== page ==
One of the giants of telescope making has died. He shared his years of professional experience with amateurs around the world.
Just three days after his 95th birthday, Jean Texereau — France’s doyen of optical fabrication — passed away on February 6, 2014. In recent years he’d been living in the village of Seillans, in the department of Var.
For more than half a century Texereau made, refigured, or tested optics for large observatory telescopes. He also promoted amateur telescope making through the Société Astronomique de France. But his enduring gift to “glass pushers” around the world was his book La Construction du Télescope d’Amateur, which first appeared in 1951. An English edition, titled How To Make a Telescope, followed six years later.
In the book’s opening chapter, Texereau explained his concept of the “standard telescope” for beginners. This should be an 8-inch reflector, f/6 to f/8, on an altazimuth mount that could be built without a machine shop. He set these limitations because he didn’t want to overwhelm enthusiasts in their first attempt at a telescope. (However, as if to tantalize readers, he admitted that the book’s instructions would suffice for making mirrors up to at least 20 inches in diameter!)
Compared to the American mirror-making books of the 1950s, Texereau’s was more sure-footed in its discussion of the diffraction effects in telescopes. The technique he described for evaluating a mirror’s figure was a significant advance, mathematically, over those used elsewhere.
An expanded second edition of the book reached the French market in 1961. It contained new chapters on making a Cassegrain reflector, an equatorial mounting, and a large optical window to cut down air turbulence within a reflector’s tube. The new material made the book greatly sought after, and it soon went out of print. For a time in the 1980s, copies were selling for $1,000 on the second-hand book market.
Then in 1984, much to the excitement of a new generation of mirror makers, Willmann-Bell brought out the second English edition. It has remained in print ever since. Texereau’s writing has an authoritative ring, and he was never one to hide his opinions. He would go out of his way to answer letters from befuddled telescope makers, remembers Willmann-Bell’s Perry Remaklus. He may be the only professional optician ever to meld his experiences with large optics into a book of practical advice for the amateur.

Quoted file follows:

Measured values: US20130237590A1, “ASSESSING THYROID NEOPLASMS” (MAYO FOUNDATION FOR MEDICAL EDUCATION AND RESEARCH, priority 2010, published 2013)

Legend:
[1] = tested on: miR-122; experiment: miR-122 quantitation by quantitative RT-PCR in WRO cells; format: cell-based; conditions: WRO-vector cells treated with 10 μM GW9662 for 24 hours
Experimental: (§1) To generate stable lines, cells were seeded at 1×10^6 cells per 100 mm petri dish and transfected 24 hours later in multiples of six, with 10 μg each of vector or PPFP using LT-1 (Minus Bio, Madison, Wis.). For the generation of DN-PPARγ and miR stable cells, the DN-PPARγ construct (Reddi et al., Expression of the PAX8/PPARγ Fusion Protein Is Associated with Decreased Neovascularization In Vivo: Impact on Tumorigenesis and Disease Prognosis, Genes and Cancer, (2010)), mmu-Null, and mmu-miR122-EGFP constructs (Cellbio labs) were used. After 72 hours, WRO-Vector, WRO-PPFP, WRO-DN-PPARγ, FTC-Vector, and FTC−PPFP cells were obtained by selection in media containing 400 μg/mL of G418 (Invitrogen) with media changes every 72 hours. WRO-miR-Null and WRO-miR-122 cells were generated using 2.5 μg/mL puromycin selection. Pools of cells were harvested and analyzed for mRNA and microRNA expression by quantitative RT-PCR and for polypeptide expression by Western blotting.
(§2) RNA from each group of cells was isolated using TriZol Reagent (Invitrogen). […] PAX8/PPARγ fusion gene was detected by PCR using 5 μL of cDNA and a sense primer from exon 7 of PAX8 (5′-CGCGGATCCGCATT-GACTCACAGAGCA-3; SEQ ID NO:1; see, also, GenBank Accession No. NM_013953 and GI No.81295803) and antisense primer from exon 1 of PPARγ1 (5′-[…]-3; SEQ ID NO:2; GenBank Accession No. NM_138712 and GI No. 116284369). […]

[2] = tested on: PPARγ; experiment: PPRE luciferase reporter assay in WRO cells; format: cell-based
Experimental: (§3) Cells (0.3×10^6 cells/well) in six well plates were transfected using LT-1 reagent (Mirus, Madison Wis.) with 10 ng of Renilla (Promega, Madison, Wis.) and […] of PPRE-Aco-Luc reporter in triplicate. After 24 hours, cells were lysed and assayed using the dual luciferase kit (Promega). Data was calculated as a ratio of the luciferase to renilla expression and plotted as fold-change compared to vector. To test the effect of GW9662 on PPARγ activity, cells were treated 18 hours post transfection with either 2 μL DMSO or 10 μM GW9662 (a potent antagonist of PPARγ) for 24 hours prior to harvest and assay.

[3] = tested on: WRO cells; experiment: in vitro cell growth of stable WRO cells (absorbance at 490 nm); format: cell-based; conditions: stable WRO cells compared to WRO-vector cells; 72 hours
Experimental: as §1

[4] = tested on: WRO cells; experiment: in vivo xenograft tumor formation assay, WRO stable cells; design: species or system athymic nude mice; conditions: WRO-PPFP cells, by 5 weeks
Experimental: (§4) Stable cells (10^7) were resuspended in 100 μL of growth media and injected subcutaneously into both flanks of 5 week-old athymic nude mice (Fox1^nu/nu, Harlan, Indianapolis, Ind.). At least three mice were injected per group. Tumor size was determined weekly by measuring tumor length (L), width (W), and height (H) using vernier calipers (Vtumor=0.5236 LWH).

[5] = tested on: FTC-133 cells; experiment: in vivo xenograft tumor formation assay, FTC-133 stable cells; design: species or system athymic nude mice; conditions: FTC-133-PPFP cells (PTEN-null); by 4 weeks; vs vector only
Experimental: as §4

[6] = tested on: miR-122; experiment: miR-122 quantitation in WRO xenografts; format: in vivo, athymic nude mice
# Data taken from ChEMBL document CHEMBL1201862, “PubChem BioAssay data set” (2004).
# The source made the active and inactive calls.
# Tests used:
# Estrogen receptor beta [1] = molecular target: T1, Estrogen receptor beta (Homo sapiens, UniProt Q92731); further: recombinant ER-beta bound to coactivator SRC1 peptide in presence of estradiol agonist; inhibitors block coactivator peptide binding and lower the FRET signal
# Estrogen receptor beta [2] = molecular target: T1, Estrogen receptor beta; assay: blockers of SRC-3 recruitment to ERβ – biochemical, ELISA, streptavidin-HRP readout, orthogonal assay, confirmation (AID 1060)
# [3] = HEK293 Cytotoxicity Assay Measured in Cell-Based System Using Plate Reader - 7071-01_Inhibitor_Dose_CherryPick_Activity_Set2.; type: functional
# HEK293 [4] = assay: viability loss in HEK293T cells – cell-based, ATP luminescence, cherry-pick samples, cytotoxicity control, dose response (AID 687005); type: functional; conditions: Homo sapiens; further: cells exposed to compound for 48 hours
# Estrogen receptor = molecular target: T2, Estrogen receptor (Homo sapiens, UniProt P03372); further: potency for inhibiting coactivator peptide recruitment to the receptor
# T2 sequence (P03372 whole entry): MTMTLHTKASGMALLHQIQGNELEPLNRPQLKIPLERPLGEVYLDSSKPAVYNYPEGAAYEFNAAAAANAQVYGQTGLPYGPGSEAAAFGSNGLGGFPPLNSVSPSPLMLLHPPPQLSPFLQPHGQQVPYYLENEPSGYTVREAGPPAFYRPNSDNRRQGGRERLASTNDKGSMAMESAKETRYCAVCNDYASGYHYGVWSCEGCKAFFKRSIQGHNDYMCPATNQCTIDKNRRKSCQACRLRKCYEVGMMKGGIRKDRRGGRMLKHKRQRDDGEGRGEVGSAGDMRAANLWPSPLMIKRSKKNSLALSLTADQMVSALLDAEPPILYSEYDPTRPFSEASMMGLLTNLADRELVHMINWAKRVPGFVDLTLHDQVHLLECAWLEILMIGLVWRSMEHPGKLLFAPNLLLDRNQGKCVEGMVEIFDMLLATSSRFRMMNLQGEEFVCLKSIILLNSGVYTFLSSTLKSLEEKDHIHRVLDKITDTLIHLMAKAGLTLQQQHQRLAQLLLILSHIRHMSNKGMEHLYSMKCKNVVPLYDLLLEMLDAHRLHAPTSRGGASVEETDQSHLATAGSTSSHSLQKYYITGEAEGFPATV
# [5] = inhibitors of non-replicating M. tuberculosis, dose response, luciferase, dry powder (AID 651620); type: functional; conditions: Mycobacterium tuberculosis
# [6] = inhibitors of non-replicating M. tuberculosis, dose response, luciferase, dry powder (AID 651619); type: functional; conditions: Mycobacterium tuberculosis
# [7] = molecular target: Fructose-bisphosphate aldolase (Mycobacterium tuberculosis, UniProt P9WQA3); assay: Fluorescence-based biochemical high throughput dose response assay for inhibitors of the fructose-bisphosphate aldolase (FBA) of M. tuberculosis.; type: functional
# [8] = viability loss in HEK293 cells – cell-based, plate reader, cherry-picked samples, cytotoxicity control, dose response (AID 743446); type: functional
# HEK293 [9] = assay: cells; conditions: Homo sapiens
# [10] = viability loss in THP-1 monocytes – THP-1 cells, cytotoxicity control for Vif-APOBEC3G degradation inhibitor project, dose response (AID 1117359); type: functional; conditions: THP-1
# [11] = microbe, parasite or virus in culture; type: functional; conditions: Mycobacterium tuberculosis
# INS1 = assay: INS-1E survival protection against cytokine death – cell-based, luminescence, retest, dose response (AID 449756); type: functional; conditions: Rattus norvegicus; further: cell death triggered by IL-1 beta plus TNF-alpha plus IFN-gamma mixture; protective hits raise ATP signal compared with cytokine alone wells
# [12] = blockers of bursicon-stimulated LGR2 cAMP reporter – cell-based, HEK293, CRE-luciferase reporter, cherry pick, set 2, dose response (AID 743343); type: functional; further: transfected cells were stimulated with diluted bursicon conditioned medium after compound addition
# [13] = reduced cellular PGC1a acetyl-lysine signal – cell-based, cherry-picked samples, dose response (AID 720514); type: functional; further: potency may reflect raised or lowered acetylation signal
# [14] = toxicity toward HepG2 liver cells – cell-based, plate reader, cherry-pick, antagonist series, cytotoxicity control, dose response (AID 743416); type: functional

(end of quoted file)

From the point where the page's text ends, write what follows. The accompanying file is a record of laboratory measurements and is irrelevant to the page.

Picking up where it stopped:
Texereau’s first telescopes were homemade 10- and 20-inch reflectors. Then one day, in about 1946, the astronomer Gerard de Vaucouleurs introduced him to André Couder of Paris Observatory. Couder, who headed the optics laboratory there, promptly hired Texereau to be his right-hand man. As de Vaucouleurs later recalled it to me, “Couder told Texereau that to become a great optician he had first to sleep in Ritchey’s iron bed.” The bed was still being kept at the lab, even though George Ritchey had left two decades earlier. (Ritchey is best known today for having made the mirrors of the 60- and 100-inch Mount Wilson reflectors, and for inventing the Ritchey-Chrétien reflector design.)
At Paris Observatory, Texereau’s first project was to make the optics of a 24-inch Cassegrain reflector for Meudon Observatory. Many other duties followed in the years to come, including work on the primary mirrors of the 76-inch reflector at Haute-Provence Observatory and the 42-inch reflector at Pic du Midi.
In 1964 Texereau was invited to McDonald Observatory in Texas to see what could be done about the soft star images of the 82-inch reflector. That summer he performed 17 daily figuring steps on the 28-inch secondary mirror, and after each step he put the uncoated mirror back on the telescope for star tests at night. Before Texereau’s arrival, the telescope’s overall wavefront error had exceeded 1 wavelength of light. By the time he left, this error had been reduced to just 1/8 wave.
So did Jean Texereau ever take up André Couder’s suggestion and sleep in that old iron bed? Somehow, I suspect he did!